Angels & Airwaves offering free digital CD

Third album, 'Love,' will be released Feb. 14 as a download

Blink-182 guitarist/vocalist Tom DeLonge is taking a break from major-label life with the release of the forthcoming album by his other band, Angels & Airwaves. The group's third studio album, "Love," will arrive Feb. 14 as a free digital download.

DeLonge and Angels & Airwaves manager Rick DeVoe agree that self-releasing the 10-song set is a financial risk, especially with DeLonge spending up to $500,000 of his own money to fund the process. But the artist hopes to recoup through corporate sponsorships, touring, merchandise sales, premium exclusive tracks and videos on the band's Web site and by selling a deluxe version of "Love" with 30 minutes of exclusive bonus material.

"We're redefining the music business," says DeLonge, who finished a reunion tour last fall with Blink-182. "And I honestly think we're going to be 10 times bigger because of it."

Angels & Airwaves' past two albums -- "We Don't Need to Whisper" (2006) and "I-Empire" (2007), which have sold 571,000 copies and 268,000 copies in the United States, respectively, according to Nielsen SoundScan -- were released on Geffen.

DeLonge initially approached the label with the idea of releasing the album for free. But "there are certain costs they couldn't throw under the rug," he says. After failed negotiations, Geffen agreed to allow Angels & Airwaves to self-release "Love."

"When you sign with a label early in your career, it's because they have the advantage of investing in your brand," DeLonge says, noting that he owns the masters and publishing rights for "Love." "Now it's changed, because the majority of the kids now get their records for free (and) the labels don't have money to invest."

"Love" will be available as a free download on Angels & Airwaves' Web site, and a deluxe version of the album will be sold at stores and digital retailers, including iTunes, for about $5-$10. A final release date for the deluxe version hasn't been set.

Additionally, a feature film titled "Love" will hit select theaters later in the year, according to DeLonge. The music from "Love" will serve as the soundtrack to the film, which centers on an astronaut who is stranded in a space station as the Earth collapses.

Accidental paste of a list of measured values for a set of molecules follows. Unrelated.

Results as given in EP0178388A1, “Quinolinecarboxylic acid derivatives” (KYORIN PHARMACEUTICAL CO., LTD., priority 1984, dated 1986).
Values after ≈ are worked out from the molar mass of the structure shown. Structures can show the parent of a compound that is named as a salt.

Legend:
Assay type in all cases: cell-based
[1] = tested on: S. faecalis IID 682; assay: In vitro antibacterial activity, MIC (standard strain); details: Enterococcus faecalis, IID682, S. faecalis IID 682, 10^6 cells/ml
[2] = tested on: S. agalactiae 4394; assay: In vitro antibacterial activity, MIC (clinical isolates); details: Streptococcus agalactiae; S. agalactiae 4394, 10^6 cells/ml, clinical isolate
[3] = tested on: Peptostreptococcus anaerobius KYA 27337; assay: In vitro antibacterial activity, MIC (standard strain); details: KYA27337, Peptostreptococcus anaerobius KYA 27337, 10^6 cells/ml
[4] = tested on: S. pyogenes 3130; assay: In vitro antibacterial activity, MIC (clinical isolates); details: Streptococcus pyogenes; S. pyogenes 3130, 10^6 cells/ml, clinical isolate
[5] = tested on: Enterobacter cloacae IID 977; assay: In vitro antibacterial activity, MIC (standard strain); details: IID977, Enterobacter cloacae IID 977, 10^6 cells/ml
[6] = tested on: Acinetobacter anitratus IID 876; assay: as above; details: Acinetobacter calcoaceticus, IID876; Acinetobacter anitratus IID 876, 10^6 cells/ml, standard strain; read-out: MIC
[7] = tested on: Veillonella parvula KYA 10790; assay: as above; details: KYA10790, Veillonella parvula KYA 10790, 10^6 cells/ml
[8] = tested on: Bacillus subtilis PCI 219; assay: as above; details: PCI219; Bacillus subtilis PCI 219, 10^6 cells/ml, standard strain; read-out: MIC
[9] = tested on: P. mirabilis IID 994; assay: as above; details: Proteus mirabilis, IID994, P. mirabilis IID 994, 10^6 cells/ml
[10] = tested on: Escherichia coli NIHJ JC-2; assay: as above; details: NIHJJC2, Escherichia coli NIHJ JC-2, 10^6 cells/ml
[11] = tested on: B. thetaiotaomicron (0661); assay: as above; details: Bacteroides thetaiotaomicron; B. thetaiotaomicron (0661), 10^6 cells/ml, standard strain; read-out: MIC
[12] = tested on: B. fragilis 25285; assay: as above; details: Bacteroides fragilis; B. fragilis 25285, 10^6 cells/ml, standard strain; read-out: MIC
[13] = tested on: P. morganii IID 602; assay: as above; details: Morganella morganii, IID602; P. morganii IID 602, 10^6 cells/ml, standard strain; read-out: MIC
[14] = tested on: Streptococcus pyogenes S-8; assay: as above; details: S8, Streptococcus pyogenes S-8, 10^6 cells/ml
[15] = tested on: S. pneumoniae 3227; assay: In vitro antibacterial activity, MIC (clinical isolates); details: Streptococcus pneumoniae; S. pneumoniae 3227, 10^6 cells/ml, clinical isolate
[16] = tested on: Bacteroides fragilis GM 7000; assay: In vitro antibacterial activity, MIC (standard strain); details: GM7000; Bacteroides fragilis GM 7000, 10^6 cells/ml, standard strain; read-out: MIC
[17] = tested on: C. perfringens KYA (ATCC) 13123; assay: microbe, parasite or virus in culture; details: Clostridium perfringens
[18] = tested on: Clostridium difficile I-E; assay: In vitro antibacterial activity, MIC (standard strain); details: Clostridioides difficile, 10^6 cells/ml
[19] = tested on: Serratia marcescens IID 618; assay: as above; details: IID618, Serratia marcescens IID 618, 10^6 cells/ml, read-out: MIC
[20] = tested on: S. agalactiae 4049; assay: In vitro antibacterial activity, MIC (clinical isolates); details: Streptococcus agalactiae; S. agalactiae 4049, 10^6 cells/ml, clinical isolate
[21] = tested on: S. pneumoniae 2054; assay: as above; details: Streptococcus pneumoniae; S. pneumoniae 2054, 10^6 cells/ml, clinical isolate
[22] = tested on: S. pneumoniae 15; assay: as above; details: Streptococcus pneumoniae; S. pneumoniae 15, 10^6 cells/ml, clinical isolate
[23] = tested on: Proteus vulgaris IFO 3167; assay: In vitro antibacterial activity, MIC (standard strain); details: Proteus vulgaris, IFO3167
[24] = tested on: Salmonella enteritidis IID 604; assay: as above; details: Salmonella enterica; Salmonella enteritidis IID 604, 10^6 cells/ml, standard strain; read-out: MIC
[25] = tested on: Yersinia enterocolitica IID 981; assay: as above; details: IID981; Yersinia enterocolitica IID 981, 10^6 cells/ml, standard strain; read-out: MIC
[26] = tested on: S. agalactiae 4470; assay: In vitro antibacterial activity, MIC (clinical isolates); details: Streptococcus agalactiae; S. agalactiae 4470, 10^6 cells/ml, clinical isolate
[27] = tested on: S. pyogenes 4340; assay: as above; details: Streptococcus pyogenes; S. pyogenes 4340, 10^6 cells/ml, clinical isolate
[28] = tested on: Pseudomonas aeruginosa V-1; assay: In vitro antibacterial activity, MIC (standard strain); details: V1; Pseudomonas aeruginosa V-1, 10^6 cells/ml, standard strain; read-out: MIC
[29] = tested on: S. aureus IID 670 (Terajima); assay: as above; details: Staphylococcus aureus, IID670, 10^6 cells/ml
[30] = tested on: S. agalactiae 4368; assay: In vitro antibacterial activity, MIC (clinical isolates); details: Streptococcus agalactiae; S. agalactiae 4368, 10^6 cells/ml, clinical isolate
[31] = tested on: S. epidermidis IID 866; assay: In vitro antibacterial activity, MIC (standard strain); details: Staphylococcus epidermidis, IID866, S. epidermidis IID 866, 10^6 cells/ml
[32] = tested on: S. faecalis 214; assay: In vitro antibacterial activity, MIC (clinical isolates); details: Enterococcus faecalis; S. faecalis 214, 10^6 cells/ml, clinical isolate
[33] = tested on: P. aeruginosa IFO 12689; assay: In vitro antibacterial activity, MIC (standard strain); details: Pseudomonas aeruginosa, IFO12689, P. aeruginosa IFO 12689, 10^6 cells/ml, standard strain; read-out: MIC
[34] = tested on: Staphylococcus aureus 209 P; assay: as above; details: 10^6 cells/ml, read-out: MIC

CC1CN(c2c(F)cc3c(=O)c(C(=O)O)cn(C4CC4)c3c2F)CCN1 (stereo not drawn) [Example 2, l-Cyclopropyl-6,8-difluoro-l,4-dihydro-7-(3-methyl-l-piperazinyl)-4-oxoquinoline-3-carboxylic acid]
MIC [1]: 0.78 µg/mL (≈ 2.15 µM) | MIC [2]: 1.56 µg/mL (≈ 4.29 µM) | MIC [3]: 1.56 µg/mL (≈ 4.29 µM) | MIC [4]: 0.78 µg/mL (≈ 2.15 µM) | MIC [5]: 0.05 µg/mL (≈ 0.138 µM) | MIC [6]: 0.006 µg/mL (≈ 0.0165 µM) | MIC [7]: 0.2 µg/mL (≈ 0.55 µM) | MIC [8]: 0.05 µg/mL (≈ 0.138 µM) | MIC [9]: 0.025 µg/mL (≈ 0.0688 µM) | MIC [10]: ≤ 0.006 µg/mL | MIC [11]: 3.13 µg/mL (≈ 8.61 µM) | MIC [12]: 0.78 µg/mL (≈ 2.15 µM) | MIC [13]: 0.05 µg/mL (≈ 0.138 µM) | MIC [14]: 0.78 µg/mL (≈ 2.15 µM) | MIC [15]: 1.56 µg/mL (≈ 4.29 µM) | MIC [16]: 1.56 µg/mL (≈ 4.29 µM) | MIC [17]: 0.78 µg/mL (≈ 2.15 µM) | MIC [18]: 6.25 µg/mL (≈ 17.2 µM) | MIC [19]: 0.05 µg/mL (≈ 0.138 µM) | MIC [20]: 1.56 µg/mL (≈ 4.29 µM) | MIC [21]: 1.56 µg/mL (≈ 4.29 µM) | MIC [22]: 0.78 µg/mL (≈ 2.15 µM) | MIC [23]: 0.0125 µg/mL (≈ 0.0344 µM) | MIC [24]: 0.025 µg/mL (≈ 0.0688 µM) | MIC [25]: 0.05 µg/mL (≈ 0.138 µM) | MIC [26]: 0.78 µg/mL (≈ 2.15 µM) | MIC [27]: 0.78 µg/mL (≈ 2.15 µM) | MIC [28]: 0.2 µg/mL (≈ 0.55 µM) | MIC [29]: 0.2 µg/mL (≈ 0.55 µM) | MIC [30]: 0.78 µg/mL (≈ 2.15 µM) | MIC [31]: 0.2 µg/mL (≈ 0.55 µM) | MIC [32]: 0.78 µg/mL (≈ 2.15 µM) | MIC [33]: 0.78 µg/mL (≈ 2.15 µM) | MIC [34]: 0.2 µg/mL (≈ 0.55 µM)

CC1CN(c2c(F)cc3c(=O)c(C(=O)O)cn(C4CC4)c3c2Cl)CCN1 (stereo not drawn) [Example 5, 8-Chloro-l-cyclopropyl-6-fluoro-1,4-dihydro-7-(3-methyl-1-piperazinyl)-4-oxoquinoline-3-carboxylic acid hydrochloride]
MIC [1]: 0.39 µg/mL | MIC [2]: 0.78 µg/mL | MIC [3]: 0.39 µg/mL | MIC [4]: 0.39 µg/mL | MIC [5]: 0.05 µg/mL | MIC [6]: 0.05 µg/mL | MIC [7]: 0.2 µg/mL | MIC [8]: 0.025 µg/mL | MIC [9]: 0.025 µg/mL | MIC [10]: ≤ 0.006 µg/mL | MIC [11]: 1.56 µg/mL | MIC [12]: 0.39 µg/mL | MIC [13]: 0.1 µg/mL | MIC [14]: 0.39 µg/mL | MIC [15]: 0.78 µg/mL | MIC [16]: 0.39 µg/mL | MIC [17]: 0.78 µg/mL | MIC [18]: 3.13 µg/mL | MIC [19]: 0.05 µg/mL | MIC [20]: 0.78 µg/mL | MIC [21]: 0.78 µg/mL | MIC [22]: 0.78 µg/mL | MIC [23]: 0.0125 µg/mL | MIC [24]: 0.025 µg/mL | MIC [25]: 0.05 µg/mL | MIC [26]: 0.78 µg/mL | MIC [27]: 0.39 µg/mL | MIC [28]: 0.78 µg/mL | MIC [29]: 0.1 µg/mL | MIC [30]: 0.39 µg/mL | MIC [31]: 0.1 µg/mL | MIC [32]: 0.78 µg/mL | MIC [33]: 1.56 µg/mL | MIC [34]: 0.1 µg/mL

To help market and promote the album, Angels & Airwaves partnered with Live Nation, Fuel TV and Hurley, among others, to feature the download link on their Web sites and send e-mail blasts to their customer databases. The combined lists will reach about 55 million people, according to DeLonge.

DeLonge hopes to distribute at least 20 million downloads of the free album. His intention is to expose Angels & Airwaves' music to as many people as possible, with the idea that those new fans will return to the band's Modlife-powered Web site and buy merchandise or sign up for a premium membership, which costs $6.95 per month and gives access to advance ticketing and digital content.

"If only 5% of that 20 million came back and interacted with the Modlife platform that powers our Web site, the revenue would far exceed anything we'd make from a major label, in any way, shape or form," DeLonge says. "I believe that music would be like a business card that you pass out, and if people like it, they come back and buy a number of things from your band."

So far Fuel TV is the sole sponsor of Angels & Airwaves' spring tour, which will visit 1,300- to 6,000-capacity venues in North America; DeLonge says the band is still negotiating with other companies for sponsorship. He believes the free album will lure fans to the show. "We've decided to basically give up the fact that we're going to sell albums and hope we're going to get it on the ticket side," he says.

Meanwhile, DeLonge says that Blink-182 is planning to record its new album soon and is talking with its label, Interscope, about a 2011 release. The group also intends to play European festival dates this summer.
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